Self, Logic, and Figurative Thinking

Self, Logic, and Figurative Thinking

by Harwood Fisher


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Product Details

ISBN-13: 9780231145046
Publisher: Columbia University Press
Publication date: 12/31/2008
Pages: 368
Product dimensions: 6.30(w) x 9.10(h) x 1.20(d)
Age Range: 18 Years

About the Author

Harwood Fisher is professor emeritus, City College of the City University of New York. His writing focuses on how the individual originates ideas and the self's subjective experiences as a dynamic logic of thinking. His books include Language and Logic in Personality and Society and The Subjective Self: A Portrait Within Logical Space.

Table of Contents

Introduction: Major Terms, Their Classification, and Their Relation to the Book's Objective
1. The Problem of Analogous Forms
2. Natural Logic, Categories, and the Individual
3. Shift to Individual Categories, Dynamics, and a Psychological Look at Identity
4. Form Versus Function
5. What Is the Difference Between the Logic Governing a Figure of Speech and the Logic That Is Immature or Unconscious?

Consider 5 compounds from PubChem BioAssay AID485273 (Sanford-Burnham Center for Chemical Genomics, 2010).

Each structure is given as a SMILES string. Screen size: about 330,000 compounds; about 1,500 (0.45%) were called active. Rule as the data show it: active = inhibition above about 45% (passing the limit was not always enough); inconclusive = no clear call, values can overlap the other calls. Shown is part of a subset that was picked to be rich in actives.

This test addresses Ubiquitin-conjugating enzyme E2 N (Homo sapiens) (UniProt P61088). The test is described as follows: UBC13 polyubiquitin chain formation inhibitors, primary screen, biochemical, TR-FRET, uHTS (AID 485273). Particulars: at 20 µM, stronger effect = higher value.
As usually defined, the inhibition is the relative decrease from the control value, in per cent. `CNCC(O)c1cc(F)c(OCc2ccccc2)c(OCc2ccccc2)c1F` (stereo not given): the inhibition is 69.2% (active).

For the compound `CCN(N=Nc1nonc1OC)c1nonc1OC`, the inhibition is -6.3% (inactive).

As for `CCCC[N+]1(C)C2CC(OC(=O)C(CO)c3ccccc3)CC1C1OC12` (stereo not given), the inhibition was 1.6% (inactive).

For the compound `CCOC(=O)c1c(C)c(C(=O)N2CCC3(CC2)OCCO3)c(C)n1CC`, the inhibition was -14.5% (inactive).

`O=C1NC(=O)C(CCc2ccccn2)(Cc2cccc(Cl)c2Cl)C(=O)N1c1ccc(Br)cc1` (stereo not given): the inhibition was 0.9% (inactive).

6. What Are the Role and Function of the Self Vis-à-vis Consciousness?
7. Development in the Logic from Immature to Mature Modes
8. Pathological and Defensive Logical Forms
9. The "I," Identity, and the Part-Whole Resolutions
10. The "I," Entropy, and the Trope

What People are Saying About This

Luis Radford

In an engaging tone, Harwood Fisher takes the reader on a journey through difficult and perilous concepts—awareness, consciousness, perception—to engage the idea of the self as the original locus of consciousness, without falling, however, into the traps of solipsism and self-contention. He offers an idea of the self which, although it acknowledges the role of the non-I and the other, goes beyond external conditioning. It is a self that grows out of fields of tension, in a dialectic manner.

Hayden White

It is as if Harwood Fisher has found in the trope-concept relationship a way of mapping the construction and development of a self which remains (or can remain) open and flexible rather than reductive and conducive to pathology. Fisher has produced a book which, from a much more psychological than literary perspective, puts one in mind of Kenneth Burke at his best, as in, for example, A Grammar of Motives, as well as the great social thinkers, such as Erving Goffman.

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